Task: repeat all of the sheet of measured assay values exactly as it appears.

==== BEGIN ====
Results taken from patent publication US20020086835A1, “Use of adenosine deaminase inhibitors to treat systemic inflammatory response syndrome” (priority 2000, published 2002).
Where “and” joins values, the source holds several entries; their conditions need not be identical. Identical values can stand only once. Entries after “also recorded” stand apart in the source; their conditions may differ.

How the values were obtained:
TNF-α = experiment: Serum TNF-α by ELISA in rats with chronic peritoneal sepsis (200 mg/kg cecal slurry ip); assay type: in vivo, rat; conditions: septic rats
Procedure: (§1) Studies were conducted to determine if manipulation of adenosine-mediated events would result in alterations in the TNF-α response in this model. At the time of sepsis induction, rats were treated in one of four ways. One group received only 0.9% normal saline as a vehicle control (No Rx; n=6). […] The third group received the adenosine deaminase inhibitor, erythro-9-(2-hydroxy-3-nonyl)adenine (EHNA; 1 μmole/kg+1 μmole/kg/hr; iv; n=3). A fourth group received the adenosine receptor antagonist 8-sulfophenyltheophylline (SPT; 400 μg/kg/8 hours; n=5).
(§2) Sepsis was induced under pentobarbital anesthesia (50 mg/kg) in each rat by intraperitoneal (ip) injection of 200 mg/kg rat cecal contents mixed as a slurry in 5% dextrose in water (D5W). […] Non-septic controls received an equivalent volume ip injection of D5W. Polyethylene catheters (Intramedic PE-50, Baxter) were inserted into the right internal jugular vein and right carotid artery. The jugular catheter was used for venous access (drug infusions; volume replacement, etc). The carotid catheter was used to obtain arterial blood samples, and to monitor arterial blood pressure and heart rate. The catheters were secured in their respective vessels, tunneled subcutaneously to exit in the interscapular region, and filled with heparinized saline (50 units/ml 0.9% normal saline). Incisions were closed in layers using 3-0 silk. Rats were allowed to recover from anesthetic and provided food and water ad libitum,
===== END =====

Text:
Results taken from patent publication US20020086835A1, “Use of adenosine deaminase inhibitors to treat systemic inflammatory response syndrome” (priority 2000, published 2002).
Where “and” joins values, the source holds several entries; their conditions need not be identical. Identical values can stand only once. Entries after “also recorded” stand apart in the source; their conditions may differ.

How the values were obtained:
TNF-α = experiment: Serum TNF-α by ELISA in rats with chronic peritoneal sepsis (200 mg/kg cecal slurry ip); assay type: in vivo, rat; conditions: septic rats
Procedure: (§1) Studies were conducted to determine if manipulation of adenosine-mediated events would result in alterations in the TNF-α response in this model. At the time of sepsis induction, rats were treated in one of four ways. One group received only 0.9% normal saline as a vehicle control (No Rx; n=6). […] The third group received the adenosine deaminase inhibitor, erythro-9-(2-hydroxy-3-nonyl)adenine (EHNA; 1 μmole/kg+1 μmole/kg/hr; iv; n=3). A fourth group received the adenosine receptor antagonist 8-sulfophenyltheophylline (SPT; 400 μg/kg/8 hours; n=5).
(§2) Sepsis was induced under pentobarbital anesthesia (50 mg/kg) in each rat by intraperitoneal (ip) injection of 200 mg/kg rat cecal contents mixed as a slurry in 5% dextrose in water (D5W). […] Non-septic controls received an equivalent volume ip injection of D5W. Polyethylene catheters (Intramedic PE-50, Baxter) were inserted into the right internal jugular vein and right carotid artery. The jugular catheter was used for venous access (drug infusions; volume replacement, etc). The carotid catheter was used to obtain arterial blood samples, and to monitor arterial blood pressure and heart rate. The catheters were secured in their respective vessels, tunneled subcutaneously to exit in the interscapular region, and filled with heparinized saline (50 units/ml 0.9% normal saline). Incisions were closed in layers using 3-0 silk. Rats were allowed to recover from anesthetic and provided food and water ad libitum,